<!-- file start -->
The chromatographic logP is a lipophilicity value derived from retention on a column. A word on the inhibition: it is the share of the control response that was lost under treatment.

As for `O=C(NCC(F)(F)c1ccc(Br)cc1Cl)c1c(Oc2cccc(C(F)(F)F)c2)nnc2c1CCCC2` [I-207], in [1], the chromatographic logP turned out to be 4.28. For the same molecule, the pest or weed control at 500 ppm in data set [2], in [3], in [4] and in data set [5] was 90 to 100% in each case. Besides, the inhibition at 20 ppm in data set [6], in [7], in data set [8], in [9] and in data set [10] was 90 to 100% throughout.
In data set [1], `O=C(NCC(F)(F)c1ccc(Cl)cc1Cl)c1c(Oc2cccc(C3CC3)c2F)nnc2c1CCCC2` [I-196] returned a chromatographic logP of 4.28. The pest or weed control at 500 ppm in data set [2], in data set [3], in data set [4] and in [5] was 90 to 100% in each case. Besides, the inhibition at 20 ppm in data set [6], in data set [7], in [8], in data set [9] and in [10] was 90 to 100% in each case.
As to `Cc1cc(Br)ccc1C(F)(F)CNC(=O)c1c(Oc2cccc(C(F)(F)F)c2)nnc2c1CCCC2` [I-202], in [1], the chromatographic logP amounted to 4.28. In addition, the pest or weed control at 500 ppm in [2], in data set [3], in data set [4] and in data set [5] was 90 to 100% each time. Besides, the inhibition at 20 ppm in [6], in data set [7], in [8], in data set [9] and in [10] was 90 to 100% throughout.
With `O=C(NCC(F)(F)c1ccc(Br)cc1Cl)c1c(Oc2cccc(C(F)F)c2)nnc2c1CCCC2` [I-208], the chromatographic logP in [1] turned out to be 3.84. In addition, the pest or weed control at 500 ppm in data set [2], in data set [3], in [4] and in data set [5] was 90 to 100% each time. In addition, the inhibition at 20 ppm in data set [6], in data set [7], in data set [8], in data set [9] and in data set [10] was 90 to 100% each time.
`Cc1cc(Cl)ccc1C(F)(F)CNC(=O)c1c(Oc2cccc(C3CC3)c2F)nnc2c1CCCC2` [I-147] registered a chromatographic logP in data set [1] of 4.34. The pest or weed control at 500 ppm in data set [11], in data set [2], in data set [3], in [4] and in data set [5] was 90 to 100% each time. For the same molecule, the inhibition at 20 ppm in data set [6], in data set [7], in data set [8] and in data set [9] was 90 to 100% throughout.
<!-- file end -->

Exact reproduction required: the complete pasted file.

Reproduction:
The chromatographic logP is a lipophilicity value derived from retention on a column. A word on the inhibition: it is the share of the control response that was lost under treatment.

As for `O=C(NCC(F)(F)c1ccc(Br)cc1Cl)c1c(Oc2cccc(C(F)(F)F)c2)nnc2c1CCCC2` [I-207], in [1], the chromatographic logP turned out to be 4.28. For the same molecule, the pest or weed control at 500 ppm in data set [2], in [3], in [4] and in data set [5] was 90 to 100% in each case. Besides, the inhibition at 20 ppm in data set [6], in [7], in data set [8], in [9] and in data set [10] was 90 to 100% throughout.
In data set [1], `O=C(NCC(F)(F)c1ccc(Cl)cc1Cl)c1c(Oc2cccc(C3CC3)c2F)nnc2c1CCCC2` [I-196] returned a chromatographic logP of 4.28. The pest or weed control at 500 ppm in data set [2], in data set [3], in data set [4] and in [5] was 90 to 100% in each case. Besides, the inhibition at 20 ppm in data set [6], in data set [7], in [8], in data set [9] and in [10] was 90 to 100% in each case.
As to `Cc1cc(Br)ccc1C(F)(F)CNC(=O)c1c(Oc2cccc(C(F)(F)F)c2)nnc2c1CCCC2` [I-202], in [1], the chromatographic logP amounted to 4.28. In addition, the pest or weed control at 500 ppm in [2], in data set [3], in data set [4] and in data set [5] was 90 to 100% each time. Besides, the inhibition at 20 ppm in [6], in data set [7], in [8], in data set [9] and in [10] was 90 to 100% throughout.
With `O=C(NCC(F)(F)c1ccc(Br)cc1Cl)c1c(Oc2cccc(C(F)F)c2)nnc2c1CCCC2` [I-208], the chromatographic logP in [1] turned out to be 3.84. In addition, the pest or weed control at 500 ppm in data set [2], in data set [3], in [4] and in data set [5] was 90 to 100% each time. In addition, the inhibition at 20 ppm in data set [6], in data set [7], in data set [8], in data set [9] and in data set [10] was 90 to 100% each time.
`Cc1cc(Cl)ccc1C(F)(F)CNC(=O)c1c(Oc2cccc(C3CC3)c2F)nnc2c1CCCC2` [I-147] registered a chromatographic logP in data set [1] of 4.34. The pest or weed control at 500 ppm in data set [11], in data set [2], in data set [3], in [4] and in data set [5] was 90 to 100% each time. For the same molecule, the inhibition at 20 ppm in data set [6], in data set [7], in data set [8] and in data set [9] was 90 to 100% throughout.